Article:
Octagonal frames with string hanging down, lights softly glowing behind crisp, tissue paper skin.
A festival of light and beauty.
A celebration in a small place, watched by the holiest of beings in the vault of the Six Heavens. His was a town where every day in the month of May, voices rang out into the sky in proclamation of the Threefold Miracle. Song-like verses and chants rumbled from beneath the roofs of every home here. More village than town perhaps? Still large enough to be lit from head to toe, multicolored stars affixed to wires crisscrossing every home, pole and tree.

Even his parents.
The mighty white concrete dome is clothed in striped flags and banners of warm colors, with string upon string of lights wrapped around from base to apex. A welcoming giant of the gentlest order, it beckoned the devoted crowd hither. Always it was a welcoming sight, the most beautiful sight. This was a special night. The chorus of verses and prayed was louder tonight, the shining heads of monks in saffron robes now multiplied as if by magic.
His parents too were here, lost among the faithful. But the faithless would taint and tarnish this day, writing its history in rotten blood.
The prayers began and ended again and again, a celebration to be heard by the gods.

A  blast of sound!
Fast as lightning, loud as thunder echoes through the chilly night air. It is coming now, a dark goliath and his vicious pack blackening the weeping, helpless moon. They drift in lower.
He and his parents haven’t the slightest clue that the ominous cloak is being draped across the heavens. The thunder of prayer is deafening still…then the flash of light blinds them…
He feels the force…

The thunder grows in tone, the fire spreads across the town in a tsunami of heat and light, a raging wall from hell’s maw that sweeps across the verdant lands of mortals! Roars from the aerial marauders! Hundreds of blood-curdling screams of people being swept away, picked up from the charred earth by claws of flame, or burned in their sleep. They are washed away by this tidal wave of flame, hundreds of faces wiped clean off the slate they call their country, merely tiny figures, living dolls nameless before the god of this apocalypse!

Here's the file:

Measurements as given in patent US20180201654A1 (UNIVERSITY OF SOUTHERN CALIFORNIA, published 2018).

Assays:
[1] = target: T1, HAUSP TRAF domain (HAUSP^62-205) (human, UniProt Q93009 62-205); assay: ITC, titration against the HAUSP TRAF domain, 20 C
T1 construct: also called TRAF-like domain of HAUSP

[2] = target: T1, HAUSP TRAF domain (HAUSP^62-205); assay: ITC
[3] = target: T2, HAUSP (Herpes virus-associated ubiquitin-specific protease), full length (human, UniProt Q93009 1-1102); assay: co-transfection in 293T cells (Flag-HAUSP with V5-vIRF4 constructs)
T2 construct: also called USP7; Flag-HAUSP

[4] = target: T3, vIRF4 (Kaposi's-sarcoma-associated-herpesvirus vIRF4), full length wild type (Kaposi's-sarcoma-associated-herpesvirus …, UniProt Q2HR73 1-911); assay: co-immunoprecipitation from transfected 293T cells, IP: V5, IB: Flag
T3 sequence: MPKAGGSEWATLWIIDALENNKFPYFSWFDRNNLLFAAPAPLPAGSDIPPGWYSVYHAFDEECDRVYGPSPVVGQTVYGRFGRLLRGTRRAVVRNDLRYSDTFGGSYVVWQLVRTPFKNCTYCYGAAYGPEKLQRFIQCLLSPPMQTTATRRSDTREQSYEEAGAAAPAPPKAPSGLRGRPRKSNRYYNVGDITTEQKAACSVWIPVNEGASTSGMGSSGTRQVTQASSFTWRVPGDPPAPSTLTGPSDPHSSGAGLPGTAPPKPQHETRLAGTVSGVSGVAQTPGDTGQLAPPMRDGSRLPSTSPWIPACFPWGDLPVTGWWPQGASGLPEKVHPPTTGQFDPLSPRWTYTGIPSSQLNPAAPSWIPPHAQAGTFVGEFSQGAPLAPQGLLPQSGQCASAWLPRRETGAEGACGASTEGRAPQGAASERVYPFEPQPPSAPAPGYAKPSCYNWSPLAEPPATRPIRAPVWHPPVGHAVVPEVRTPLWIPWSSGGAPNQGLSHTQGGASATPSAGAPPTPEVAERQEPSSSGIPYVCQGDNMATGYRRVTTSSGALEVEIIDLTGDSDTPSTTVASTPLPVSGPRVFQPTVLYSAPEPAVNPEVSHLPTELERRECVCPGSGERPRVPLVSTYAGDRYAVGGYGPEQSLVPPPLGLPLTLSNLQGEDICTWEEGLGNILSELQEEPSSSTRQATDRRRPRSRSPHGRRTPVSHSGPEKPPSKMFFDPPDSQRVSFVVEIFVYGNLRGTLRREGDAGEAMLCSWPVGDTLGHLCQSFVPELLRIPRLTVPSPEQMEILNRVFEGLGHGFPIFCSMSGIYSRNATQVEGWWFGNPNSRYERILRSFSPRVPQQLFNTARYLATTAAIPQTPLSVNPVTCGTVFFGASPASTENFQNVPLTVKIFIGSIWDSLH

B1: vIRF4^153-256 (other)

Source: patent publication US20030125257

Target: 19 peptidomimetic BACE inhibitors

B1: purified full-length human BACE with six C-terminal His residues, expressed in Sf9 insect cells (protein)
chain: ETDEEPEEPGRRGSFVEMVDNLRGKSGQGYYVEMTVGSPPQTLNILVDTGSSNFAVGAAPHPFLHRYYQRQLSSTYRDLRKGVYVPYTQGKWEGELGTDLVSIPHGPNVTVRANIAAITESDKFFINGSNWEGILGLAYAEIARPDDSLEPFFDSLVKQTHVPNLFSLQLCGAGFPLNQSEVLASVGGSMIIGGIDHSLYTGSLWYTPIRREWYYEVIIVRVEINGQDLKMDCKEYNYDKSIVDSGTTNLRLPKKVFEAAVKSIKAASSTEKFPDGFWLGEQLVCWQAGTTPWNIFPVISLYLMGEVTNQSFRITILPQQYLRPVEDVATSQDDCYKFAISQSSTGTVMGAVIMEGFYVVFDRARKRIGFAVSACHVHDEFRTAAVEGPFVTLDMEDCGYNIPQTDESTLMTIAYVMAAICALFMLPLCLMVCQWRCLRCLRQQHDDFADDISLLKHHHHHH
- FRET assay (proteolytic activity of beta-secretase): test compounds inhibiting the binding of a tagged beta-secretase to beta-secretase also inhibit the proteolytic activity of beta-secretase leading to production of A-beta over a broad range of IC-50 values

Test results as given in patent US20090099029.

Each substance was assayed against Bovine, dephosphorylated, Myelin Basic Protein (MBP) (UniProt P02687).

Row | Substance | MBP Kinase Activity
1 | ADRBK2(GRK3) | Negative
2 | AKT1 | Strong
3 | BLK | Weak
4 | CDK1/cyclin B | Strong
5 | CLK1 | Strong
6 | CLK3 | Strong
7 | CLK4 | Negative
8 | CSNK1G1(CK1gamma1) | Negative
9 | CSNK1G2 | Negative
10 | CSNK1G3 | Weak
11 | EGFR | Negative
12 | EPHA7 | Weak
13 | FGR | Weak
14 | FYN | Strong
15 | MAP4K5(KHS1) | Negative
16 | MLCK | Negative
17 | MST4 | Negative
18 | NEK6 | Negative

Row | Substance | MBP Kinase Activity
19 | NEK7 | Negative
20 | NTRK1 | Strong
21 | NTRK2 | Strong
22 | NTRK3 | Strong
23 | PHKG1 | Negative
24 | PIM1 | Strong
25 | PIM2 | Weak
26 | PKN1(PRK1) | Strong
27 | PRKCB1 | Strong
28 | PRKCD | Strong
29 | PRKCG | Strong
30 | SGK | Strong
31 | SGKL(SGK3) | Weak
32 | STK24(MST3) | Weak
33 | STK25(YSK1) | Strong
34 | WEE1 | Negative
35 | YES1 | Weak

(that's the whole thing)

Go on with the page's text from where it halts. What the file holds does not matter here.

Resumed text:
His parents are running, it is a marathon almost. They are retreating from the blaze that creeps ever closer, a fiery tiger stalking menacingly its innocent prey. Another man is consumed, overwhelmed by the ever-advancing wall of death…
His mother is next, picked screaming off her feet, skin melted away by the cruel, swirling vortex-and her husband has his flesh flung away and his bones turned to horrible imitations of firewood. The infernal dogs have ravaged the land! They howl into the air, breaths of ash in a mushroom cloud that keeps spreading on forever it seems, a blanket that the sky cannot drape itself it but has no choice. The moon hides behind its cloudy sheet in terror.

He is the only one alive.

The dying blaze cleans the festival grounds, a pair of terrible jaws scraping the earth of life with tongue of flame.
He runs.
He is ALIVE.
Thunder boils the air above him as the leaves of the forest shiver in fear. The blast radius is immense. His hometown in now wiped away from the face of the earth. He is too young to know of the monsters who soared past just a while ago. Why is he here? Is it the faithful or the faithless who died? Why is he safe? Who saved him? Is he faithless or faithful? He has not one answer. He never will. The black sky is painted red with the blood of the dead. The devil has eaten off a chunk of his world; never will the earth here be good for humanity; it will always be that haunted graveyard, nameless men and women, their life-strings torn away by some dastardly puppeteer.
This inferno is not the seven-circled nightmare of Dante. It is hell on earth.
All he knows is that the forest beckons him.
The black maw is comfort now. He does not know where he will go. All he knows is, he will go on, he will have to go on…


The fleet of metal dragons roars overhead. They circle the wild, tangled hinterland around the little suburban town…